Public Health doles out sole-sourced contract to monitor Saskatchewan sewage for COVID

It's part of a nationwide effort to use wastewater levels to get around declining testing to surveil community COVID levels.

Public Health doles out sole-sourced contract to monitor Saskatchewan sewage for COVID
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The Public Health Agency of Canada issued a sole-sourced contract to monitor sewage in Saskatchewan in an effort to monitor the spread of COVID-19 in the Prairie province.

The contract details posted notes:

The Public Health Agency of Canada requires the services of a contractor to sample and test wastewater samples from wastewater treatment plants in Saskatoon, Prince Albert, North Battleford and from five First Nations communities in the province of Saskatchewan.

Valued in excess of $726,000 for one year's worth of work, the contract was awarded to the University of Saskatchewan.

Municpalities accross the country have been dipping their sticks in the local pee water for COVID voyeurism for months.

The City of Toronto monitors wastewater for COVID, admitting that with declining testing, sampling the toilet water is a backdoor way to monitor communities for COVID without individuals consenting to testing:

With recent changes to the provincial testing strategy, [Toronto Public Health] has been reviewing the use of additional sources of data to better understand the changes in COVID-19 activity. Wastewater surveillance involves testing for the virus in wastewater and looking at changes over time, helping us understand the true presence of COVID-19 in a community regardless of the testing strategy that is in place.

The City of Ottawa has been testing the sewage for COVID also. 

According to the city website:

Tracking the number of Ottawans testing positive for COVID-19 every day is one way of looking at the overall level of COVID activity; however, not everyone with COVID-19 is tested. In addition, COVID-19 testing and obtaining results takes time. These limitations mean that the daily positive test numbers that are identified are like a partial rear-view look at COVID-19 activity in the community. Other means of determining the degree of COVID presence in Ottawa would be welcome.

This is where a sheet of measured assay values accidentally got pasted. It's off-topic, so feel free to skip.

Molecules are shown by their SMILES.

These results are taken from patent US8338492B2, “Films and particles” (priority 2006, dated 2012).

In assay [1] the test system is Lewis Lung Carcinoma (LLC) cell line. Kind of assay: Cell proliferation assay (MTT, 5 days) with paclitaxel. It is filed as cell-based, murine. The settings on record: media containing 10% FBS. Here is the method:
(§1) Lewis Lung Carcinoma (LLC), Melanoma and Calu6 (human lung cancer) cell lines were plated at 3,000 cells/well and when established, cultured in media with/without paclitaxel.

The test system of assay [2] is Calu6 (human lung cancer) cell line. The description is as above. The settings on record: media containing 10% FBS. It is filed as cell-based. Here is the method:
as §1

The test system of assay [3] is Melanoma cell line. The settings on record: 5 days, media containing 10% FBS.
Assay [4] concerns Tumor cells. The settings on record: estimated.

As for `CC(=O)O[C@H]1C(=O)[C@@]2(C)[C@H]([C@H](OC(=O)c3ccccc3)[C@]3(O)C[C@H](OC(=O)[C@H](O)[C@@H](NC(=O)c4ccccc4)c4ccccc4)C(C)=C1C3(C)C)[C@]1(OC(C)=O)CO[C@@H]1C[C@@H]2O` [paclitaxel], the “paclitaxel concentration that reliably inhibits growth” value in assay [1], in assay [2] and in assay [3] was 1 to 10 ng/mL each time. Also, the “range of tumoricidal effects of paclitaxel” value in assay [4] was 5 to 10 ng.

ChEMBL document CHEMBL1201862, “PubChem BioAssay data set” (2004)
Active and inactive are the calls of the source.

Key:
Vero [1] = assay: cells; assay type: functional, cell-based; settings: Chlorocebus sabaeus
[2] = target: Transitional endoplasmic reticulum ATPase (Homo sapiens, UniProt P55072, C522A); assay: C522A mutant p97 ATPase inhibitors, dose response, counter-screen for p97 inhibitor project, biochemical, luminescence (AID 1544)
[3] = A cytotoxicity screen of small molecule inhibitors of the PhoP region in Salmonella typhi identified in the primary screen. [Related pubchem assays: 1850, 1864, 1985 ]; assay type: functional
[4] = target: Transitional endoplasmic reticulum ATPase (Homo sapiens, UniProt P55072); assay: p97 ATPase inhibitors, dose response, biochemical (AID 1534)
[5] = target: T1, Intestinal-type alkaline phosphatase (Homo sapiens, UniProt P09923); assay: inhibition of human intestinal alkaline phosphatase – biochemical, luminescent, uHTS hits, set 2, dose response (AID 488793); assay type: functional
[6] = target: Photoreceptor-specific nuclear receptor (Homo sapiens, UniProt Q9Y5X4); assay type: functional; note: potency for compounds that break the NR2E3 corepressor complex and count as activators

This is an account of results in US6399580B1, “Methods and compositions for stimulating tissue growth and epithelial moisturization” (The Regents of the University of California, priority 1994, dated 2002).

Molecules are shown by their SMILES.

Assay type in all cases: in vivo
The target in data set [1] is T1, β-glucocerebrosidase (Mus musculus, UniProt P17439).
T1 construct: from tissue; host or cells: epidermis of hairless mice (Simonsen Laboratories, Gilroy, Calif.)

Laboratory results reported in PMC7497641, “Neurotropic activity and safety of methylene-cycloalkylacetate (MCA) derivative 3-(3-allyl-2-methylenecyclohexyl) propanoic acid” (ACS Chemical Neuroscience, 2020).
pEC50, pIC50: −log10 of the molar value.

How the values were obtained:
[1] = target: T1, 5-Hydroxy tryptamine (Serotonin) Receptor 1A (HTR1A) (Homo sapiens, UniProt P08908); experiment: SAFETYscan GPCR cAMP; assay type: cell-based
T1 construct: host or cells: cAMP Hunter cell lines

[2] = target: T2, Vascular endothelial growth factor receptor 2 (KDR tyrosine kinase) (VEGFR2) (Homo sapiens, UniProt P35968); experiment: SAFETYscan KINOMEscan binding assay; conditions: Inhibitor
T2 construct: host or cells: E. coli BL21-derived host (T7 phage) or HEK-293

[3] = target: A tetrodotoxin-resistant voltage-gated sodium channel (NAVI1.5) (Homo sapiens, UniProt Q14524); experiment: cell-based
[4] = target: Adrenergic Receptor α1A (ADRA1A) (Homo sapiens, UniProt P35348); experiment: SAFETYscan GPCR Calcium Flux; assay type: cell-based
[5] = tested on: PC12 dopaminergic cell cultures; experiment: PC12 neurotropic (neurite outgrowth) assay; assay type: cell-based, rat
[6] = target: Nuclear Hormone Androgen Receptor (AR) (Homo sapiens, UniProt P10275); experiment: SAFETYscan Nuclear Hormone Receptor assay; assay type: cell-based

Studies have shown that a significant proportion of people with active COVID-19 infections shed the coronavirus (called SARS-VCoV-2) in their stool, sometimes even before their symptoms start. Every time an individual with COVID-19 goes to the bathroom, they flush the virus into the wastewater system. We are fortunate in Ottawa to have the Robert O. Pickard Environmental Centre (ROPEC) which collects and treats wastewater from 91.6% of Ottawa’s population. This allows for centralized measuring of the level of the coronavirus genetic material (known as RNA), which can help shed light on whether the number of infected people in Ottawa is increasing, decreasing or staying the same. In essence, we are conducting a very broad COVID-19 survey to which we all contribute including those who are not getting tested themselves and those who may not even know they are infected.

The American CDC has been surveilling wastewater as well.

The mainstream media, meanwhile, has been using wastewater results as a tool to further the waning COVID hysteria in the general public.

CTV reports that though Alberta's hospitalization rates for COVID continue to fall, and that masks have been removed for almost a month, testing your flushes for the “WuFlu” remains extremely important, akin to PCR testing a whole neighbourhood (without the neighbourhood knowing or consenting):

As the province significantly cuts back on its reporting, there are still reminders the pandemic can't just be shut off .Without widespread testing, tracking wastewater may be the most reliable way to predict where the virus could go next.

"Wastewater data is very inclusive," geomicrobiology professor Casey Hubert told CTV News. "It says what you could if you could do a PCR test on the whole community."

"What we are seeing now is similar levels in wastewater to what we saw in the middle of the Delta wave in the fall," he said.

A separate report from CTV warned of increasing COVID in wastewater levels as a predictor of a spring outbreak.

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